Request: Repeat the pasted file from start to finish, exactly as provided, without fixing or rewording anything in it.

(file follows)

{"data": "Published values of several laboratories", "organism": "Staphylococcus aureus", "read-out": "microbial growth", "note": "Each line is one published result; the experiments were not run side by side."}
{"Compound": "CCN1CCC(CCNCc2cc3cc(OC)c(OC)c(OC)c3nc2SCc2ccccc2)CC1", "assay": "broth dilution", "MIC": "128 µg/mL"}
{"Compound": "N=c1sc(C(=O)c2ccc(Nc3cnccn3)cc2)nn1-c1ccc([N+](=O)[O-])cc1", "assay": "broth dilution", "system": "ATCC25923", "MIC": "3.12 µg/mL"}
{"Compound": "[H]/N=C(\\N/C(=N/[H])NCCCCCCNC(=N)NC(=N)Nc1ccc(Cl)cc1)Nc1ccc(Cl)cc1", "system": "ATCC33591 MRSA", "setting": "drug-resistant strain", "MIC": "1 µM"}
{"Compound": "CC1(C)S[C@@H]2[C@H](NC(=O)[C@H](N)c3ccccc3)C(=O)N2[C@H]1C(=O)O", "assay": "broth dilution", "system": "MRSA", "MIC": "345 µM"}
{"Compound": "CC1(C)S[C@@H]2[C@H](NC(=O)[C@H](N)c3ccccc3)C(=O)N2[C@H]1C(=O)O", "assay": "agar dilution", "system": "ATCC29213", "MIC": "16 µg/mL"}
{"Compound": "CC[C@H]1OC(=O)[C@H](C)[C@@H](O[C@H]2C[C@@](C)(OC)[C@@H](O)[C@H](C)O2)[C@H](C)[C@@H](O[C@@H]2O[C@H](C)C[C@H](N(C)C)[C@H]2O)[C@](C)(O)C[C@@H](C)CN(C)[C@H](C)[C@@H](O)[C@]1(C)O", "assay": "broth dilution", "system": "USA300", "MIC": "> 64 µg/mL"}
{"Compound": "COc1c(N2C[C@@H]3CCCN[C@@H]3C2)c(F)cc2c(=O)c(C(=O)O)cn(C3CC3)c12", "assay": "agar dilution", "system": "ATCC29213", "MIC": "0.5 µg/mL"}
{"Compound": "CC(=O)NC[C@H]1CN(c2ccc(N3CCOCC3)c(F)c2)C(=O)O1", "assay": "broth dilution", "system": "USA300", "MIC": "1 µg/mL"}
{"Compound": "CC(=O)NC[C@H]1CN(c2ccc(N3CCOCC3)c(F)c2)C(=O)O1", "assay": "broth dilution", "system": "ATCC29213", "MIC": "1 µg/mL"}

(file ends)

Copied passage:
{"data": "Published values of several laboratories", "organism": "Staphylococcus aureus", "read-out": "microbial growth", "note": "Each line is one published result; the experiments were not run side by side."}
{"Compound": "CCN1CCC(CCNCc2cc3cc(OC)c(OC)c(OC)c3nc2SCc2ccccc2)CC1", "assay": "broth dilution", "MIC": "128 µg/mL"}
{"Compound": "N=c1sc(C(=O)c2ccc(Nc3cnccn3)cc2)nn1-c1ccc([N+](=O)[O-])cc1", "assay": "broth dilution", "system": "ATCC25923", "MIC": "3.12 µg/mL"}
{"Compound": "[H]/N=C(\\N/C(=N/[H])NCCCCCCNC(=N)NC(=N)Nc1ccc(Cl)cc1)Nc1ccc(Cl)cc1", "system": "ATCC33591 MRSA", "setting": "drug-resistant strain", "MIC": "1 µM"}
{"Compound": "CC1(C)S[C@@H]2[C@H](NC(=O)[C@H](N)c3ccccc3)C(=O)N2[C@H]1C(=O)O", "assay": "broth dilution", "system": "MRSA", "MIC": "345 µM"}
{"Compound": "CC1(C)S[C@@H]2[C@H](NC(=O)[C@H](N)c3ccccc3)C(=O)N2[C@H]1C(=O)O", "assay": "agar dilution", "system": "ATCC29213", "MIC": "16 µg/mL"}
{"Compound": "CC[C@H]1OC(=O)[C@H](C)[C@@H](O[C@H]2C[C@@](C)(OC)[C@@H](O)[C@H](C)O2)[C@H](C)[C@@H](O[C@@H]2O[C@H](C)C[C@H](N(C)C)[C@H]2O)[C@](C)(O)C[C@@H](C)CN(C)[C@H](C)[C@@H](O)[C@]1(C)O", "assay": "broth dilution", "system": "USA300", "MIC": "> 64 µg/mL"}
{"Compound": "COc1c(N2C[C@@H]3CCCN[C@@H]3C2)c(F)cc2c(=O)c(C(=O)O)cn(C3CC3)c12", "assay": "agar dilution", "system": "ATCC29213", "MIC": "0.5 µg/mL"}
{"Compound": "CC(=O)NC[C@H]1CN(c2ccc(N3CCOCC3)c(F)c2)C(=O)O1", "assay": "broth dilution", "system": "USA300", "MIC": "1 µg/mL"}
{"Compound": "CC(=O)NC[C@H]1CN(c2ccc(N3CCOCC3)c(F)c2)C(=O)O1", "assay": "broth dilution", "system": "ATCC29213", "MIC": "1 µg/mL"}